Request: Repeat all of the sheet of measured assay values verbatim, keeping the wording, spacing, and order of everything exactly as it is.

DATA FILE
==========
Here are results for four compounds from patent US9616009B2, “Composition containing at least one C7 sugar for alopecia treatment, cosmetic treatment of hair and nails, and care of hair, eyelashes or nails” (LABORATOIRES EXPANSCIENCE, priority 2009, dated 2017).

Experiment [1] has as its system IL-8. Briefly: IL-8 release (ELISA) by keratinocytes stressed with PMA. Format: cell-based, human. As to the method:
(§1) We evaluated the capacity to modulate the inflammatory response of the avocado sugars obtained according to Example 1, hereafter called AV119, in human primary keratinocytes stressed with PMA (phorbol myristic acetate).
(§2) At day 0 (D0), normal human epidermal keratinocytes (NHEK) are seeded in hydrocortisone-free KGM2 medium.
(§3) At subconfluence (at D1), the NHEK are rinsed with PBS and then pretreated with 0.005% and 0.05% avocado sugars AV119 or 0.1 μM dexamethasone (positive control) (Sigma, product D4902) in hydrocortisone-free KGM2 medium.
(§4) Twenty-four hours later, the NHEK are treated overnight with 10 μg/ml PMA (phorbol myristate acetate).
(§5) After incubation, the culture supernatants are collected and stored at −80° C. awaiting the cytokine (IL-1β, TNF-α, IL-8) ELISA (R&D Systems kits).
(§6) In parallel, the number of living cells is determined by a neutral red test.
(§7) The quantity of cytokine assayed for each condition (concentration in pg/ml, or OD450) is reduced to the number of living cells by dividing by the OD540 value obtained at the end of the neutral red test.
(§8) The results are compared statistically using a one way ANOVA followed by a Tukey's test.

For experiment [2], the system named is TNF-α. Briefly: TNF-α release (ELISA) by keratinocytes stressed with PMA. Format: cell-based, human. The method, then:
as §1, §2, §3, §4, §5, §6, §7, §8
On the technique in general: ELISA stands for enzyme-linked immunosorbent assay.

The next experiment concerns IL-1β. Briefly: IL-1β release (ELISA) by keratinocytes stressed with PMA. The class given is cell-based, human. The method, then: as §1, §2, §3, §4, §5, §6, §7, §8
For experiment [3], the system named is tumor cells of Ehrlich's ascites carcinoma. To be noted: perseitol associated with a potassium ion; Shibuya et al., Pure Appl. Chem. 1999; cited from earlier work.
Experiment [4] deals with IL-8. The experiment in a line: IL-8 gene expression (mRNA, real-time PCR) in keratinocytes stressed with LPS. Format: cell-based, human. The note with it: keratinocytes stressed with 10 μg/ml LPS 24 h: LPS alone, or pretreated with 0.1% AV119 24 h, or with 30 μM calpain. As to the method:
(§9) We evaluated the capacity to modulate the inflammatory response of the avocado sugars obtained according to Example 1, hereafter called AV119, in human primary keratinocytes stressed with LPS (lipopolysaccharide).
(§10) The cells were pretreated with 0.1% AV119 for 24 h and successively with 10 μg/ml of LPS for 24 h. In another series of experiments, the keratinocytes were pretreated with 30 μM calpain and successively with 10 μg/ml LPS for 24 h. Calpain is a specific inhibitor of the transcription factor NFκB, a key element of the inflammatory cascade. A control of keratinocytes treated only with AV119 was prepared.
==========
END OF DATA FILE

Here are results for four compounds from patent US9616009B2, “Composition containing at least one C7 sugar for alopecia treatment, cosmetic treatment of hair and nails, and care of hair, eyelashes or nails” (LABORATOIRES EXPANSCIENCE, priority 2009, dated 2017).

Experiment [1] has as its system IL-8. Briefly: IL-8 release (ELISA) by keratinocytes stressed with PMA. Format: cell-based, human. As to the method:
(§1) We evaluated the capacity to modulate the inflammatory response of the avocado sugars obtained according to Example 1, hereafter called AV119, in human primary keratinocytes stressed with PMA (phorbol myristic acetate).
(§2) At day 0 (D0), normal human epidermal keratinocytes (NHEK) are seeded in hydrocortisone-free KGM2 medium.
(§3) At subconfluence (at D1), the NHEK are rinsed with PBS and then pretreated with 0.005% and 0.05% avocado sugars AV119 or 0.1 μM dexamethasone (positive control) (Sigma, product D4902) in hydrocortisone-free KGM2 medium.
(§4) Twenty-four hours later, the NHEK are treated overnight with 10 μg/ml PMA (phorbol myristate acetate).
(§5) After incubation, the culture supernatants are collected and stored at −80° C. awaiting the cytokine (IL-1β, TNF-α, IL-8) ELISA (R&D Systems kits).
(§6) In parallel, the number of living cells is determined by a neutral red test.
(§7) The quantity of cytokine assayed for each condition (concentration in pg/ml, or OD450) is reduced to the number of living cells by dividing by the OD540 value obtained at the end of the neutral red test.
(§8) The results are compared statistically using a one way ANOVA followed by a Tukey's test.

For experiment [2], the system named is TNF-α. Briefly: TNF-α release (ELISA) by keratinocytes stressed with PMA. Format: cell-based, human. The method, then:
as §1, §2, §3, §4, §5, §6, §7, §8
On the technique in general: ELISA stands for enzyme-linked immunosorbent assay.

The next experiment concerns IL-1β. Briefly: IL-1β release (ELISA) by keratinocytes stressed with PMA. The class given is cell-based, human. The method, then: as §1, §2, §3, §4, §5, §6, §7, §8
For experiment [3], the system named is tumor cells of Ehrlich's ascites carcinoma. To be noted: perseitol associated with a potassium ion; Shibuya et al., Pure Appl. Chem. 1999; cited from earlier work.
Experiment [4] deals with IL-8. The experiment in a line: IL-8 gene expression (mRNA, real-time PCR) in keratinocytes stressed with LPS. Format: cell-based, human. The note with it: keratinocytes stressed with 10 μg/ml LPS 24 h: LPS alone, or pretreated with 0.1% AV119 24 h, or with 30 μM calpain. As to the method:
(§9) We evaluated the capacity to modulate the inflammatory response of the avocado sugars obtained according to Example 1, hereafter called AV119, in human primary keratinocytes stressed with LPS (lipopolysaccharide).
(§10) The cells were pretreated with 0.1% AV119 for 24 h and successively with 10 μg/ml of LPS for 24 h. In another series of experiments, the keratinocytes were pretreated with 30 μM calpain and successively with 10 μg/ml LPS for 24 h. Calpain is a specific inhibitor of the transcription factor NFκB, a key element of the inflammatory cascade. A control of keratinocytes treated only with AV119 was prepared.